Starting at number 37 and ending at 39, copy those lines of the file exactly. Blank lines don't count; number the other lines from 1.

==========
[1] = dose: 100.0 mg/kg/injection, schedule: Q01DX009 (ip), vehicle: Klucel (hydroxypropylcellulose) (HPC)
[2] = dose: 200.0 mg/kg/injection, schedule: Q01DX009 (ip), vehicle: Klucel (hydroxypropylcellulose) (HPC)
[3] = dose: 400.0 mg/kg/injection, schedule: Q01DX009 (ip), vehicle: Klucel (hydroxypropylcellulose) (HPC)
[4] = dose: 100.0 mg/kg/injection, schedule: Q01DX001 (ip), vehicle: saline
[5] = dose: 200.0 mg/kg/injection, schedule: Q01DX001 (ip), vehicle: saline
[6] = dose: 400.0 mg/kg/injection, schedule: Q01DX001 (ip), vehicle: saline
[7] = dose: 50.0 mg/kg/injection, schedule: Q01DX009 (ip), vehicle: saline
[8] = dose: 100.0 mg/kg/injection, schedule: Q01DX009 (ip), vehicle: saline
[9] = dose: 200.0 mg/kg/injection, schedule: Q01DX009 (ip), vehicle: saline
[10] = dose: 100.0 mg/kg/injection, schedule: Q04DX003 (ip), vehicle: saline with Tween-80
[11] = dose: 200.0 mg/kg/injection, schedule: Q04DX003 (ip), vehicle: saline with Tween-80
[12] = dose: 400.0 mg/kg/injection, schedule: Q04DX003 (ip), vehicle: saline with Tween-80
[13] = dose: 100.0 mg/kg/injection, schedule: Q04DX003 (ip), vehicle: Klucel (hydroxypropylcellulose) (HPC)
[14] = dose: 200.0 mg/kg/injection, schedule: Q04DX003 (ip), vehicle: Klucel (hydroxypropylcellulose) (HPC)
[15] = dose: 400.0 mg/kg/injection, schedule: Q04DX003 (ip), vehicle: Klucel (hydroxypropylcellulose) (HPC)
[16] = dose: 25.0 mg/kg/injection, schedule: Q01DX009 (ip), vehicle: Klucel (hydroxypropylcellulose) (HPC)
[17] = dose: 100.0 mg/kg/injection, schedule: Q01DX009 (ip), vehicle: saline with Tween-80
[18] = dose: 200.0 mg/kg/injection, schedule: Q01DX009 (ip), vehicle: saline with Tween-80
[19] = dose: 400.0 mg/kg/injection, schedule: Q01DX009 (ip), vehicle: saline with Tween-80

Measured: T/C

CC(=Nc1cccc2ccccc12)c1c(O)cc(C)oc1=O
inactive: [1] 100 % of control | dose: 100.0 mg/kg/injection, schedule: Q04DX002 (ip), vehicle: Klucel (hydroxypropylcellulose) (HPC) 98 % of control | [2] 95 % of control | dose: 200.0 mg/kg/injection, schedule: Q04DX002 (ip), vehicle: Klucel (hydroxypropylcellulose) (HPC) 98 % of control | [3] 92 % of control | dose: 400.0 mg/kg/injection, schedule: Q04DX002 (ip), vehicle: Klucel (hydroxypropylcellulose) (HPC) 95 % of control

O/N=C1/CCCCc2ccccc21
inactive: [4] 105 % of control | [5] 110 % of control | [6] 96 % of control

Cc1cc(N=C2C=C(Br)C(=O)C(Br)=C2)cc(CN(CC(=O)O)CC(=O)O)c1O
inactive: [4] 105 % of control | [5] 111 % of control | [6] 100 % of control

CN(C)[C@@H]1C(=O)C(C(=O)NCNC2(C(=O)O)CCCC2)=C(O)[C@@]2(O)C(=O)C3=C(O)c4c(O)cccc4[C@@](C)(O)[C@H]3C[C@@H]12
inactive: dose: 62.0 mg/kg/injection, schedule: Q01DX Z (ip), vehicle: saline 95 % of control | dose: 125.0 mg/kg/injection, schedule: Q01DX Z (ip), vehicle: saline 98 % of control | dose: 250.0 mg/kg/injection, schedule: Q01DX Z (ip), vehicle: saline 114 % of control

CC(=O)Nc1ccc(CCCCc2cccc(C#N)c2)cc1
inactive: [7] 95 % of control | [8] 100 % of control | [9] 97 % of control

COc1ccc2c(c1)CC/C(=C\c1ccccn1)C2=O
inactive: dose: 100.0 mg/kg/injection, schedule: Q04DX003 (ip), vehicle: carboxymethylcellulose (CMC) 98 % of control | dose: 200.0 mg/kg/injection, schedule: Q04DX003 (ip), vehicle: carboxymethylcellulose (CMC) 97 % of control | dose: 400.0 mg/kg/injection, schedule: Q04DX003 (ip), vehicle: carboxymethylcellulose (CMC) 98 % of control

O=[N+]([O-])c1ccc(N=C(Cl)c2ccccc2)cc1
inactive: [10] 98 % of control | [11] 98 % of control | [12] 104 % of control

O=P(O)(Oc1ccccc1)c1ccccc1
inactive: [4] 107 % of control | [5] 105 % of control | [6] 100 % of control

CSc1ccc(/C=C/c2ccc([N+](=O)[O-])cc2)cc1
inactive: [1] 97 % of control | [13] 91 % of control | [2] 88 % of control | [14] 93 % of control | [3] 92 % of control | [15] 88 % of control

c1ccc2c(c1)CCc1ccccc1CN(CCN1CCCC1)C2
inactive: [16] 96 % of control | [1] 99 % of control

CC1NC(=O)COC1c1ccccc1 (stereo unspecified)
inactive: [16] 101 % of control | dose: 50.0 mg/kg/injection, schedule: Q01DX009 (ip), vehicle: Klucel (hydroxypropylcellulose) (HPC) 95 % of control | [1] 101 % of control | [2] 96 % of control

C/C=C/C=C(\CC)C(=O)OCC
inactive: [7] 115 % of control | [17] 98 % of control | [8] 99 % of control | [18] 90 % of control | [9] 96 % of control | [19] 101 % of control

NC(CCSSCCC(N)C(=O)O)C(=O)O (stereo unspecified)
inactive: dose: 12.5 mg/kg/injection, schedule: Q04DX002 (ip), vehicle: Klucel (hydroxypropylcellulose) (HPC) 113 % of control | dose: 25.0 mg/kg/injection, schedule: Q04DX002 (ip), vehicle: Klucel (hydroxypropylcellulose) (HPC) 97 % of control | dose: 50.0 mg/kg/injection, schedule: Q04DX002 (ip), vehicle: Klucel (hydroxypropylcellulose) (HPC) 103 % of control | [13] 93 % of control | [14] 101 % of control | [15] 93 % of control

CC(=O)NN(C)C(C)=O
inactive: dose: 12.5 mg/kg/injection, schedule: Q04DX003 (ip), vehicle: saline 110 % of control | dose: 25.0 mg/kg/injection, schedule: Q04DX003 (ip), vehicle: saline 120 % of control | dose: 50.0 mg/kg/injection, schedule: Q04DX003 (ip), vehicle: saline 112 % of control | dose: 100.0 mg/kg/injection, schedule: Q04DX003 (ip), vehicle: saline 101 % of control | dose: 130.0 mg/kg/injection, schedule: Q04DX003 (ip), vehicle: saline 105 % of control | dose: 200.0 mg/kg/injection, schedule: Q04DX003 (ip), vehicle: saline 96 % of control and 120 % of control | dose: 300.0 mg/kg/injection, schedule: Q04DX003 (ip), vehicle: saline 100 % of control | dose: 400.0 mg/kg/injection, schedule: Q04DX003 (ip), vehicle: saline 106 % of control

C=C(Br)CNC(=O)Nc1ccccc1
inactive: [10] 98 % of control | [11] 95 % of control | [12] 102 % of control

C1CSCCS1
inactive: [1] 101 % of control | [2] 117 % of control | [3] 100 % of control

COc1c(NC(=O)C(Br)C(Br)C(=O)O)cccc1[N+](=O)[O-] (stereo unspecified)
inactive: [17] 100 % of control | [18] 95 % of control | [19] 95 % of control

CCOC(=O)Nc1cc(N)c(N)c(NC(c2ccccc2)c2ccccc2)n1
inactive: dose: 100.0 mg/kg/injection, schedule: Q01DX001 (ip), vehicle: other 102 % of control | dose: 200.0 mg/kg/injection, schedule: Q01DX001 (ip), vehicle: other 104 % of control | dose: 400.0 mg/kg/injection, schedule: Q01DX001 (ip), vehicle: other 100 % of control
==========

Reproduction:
CSc1ccc(/C=C/c2ccc([N+](=O)[O-])cc2)cc1
inactive: [1] 97 % of control | [13] 91 % of control | [2] 88 % of control | [14] 93 % of control | [3] 92 % of control | [15] 88 % of control

c1ccc2c(c1)CCc1ccccc1CN(CCN1CCCC1)C2